The cloud is here to stay. But, like any major infrastructural shift, the road to broad adoption has its twists and turns, fits and starts. Just in the past year or so, we've seen a distinct uptick in enterprise use of private, public, and hybrid clouds. But many are still sitting on the fence, especially when it comes to mission-critical applications. What's holding them back? And what will it take to tip them off the fence?Â
I see a few distinct barriers that are holding enterprises back from enthusiastically embracing the cloud as a key driver of business growth.
The SLA challenge
The first barrier has to do with the fact that enterprise IT shops run on service-level agreements (SLAs). That's how they structure their priorities, and how they are evaluated (and compensated). But it's difficult to achieve good SLAs in the cloud, whether it's public or private. Sure, public and outsourced clouds offer SLAs. But take a closer look and you'll see some gaping holes.
While many services claim 100% or five nines availability, down in the the fine print you may find that the penalties for missing the SLA may be very small, have complex conditions that must be met to qualify, or the events counted as downtime may not meet your expectations. Some services only count downtime events of longer than 10 minutes -- soÂ nine minutes of downtime,Â five times a day would still be considered 100% availability!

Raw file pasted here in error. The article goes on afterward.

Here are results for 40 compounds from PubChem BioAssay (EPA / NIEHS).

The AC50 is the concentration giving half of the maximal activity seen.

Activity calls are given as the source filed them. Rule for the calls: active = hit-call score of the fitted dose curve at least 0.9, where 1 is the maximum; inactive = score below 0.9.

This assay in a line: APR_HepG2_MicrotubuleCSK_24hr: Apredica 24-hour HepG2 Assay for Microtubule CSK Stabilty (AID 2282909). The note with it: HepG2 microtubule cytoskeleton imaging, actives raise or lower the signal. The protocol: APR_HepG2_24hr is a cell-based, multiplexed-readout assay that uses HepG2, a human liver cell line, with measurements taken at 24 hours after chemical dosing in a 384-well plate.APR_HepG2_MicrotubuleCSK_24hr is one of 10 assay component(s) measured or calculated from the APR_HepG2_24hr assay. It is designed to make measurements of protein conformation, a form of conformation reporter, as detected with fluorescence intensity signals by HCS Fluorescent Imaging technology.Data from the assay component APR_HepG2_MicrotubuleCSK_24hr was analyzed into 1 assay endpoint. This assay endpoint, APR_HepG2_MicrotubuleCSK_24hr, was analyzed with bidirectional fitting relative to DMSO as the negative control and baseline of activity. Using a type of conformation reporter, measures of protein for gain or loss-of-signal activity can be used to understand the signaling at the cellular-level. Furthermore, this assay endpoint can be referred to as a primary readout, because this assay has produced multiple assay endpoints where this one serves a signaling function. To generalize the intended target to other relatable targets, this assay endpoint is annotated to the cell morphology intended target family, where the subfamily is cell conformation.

SLAs are challenging in private clouds, too. That's because the distributed, dynamic nature of cloud technology makes it difficult to monitor and manage using traditional means. The tools to do this are evolving -- including next-generation, software-defined availability products specifically designed for enterprise clouds. Still, many IT leaders are taking a "wait and see" approach until they're confident of rigorous SLA support.Â
Building the ROI case
Another barrier revolves around perceived ROI. Building an enterprise-class private cloud requires a significant investment, and many IT leaders are trying to determine where the ROI will come from. For those who have already optimized their environments to the max through virtualization, the ROI for cloud won't come in the form of system consolidation.
The real payback will be in the cloud's ability to dramatically increase agility and enable transformative applications -- apps they could never deliver in their existing environment. But for large enterprises heavily reliant on legacy, mission-critical apps, the ROI picture for moving to the cloud may not be clear yet.
The cloud skills gap
Talent is yet another barrier holding companies back. Most enterprise IT organizations are fairly siloed. Assembling the skill sets required to achieve the maximum benefit from cloud technology will, in many cases, require some retooling of skills and teams. That kind of change is never easy.
Finally, some IT leaders are waiting until they see a critical mass of cloud implementations done successfully at enterprise scale. What they've seen to date are relatively limited deployments -- an app or two, not the mission-critical, enterprise-wide, global applications that will really make CIOs and CTOs sit up and take notice (especially when it's their major competitor making the leap).
Lessons from early adopters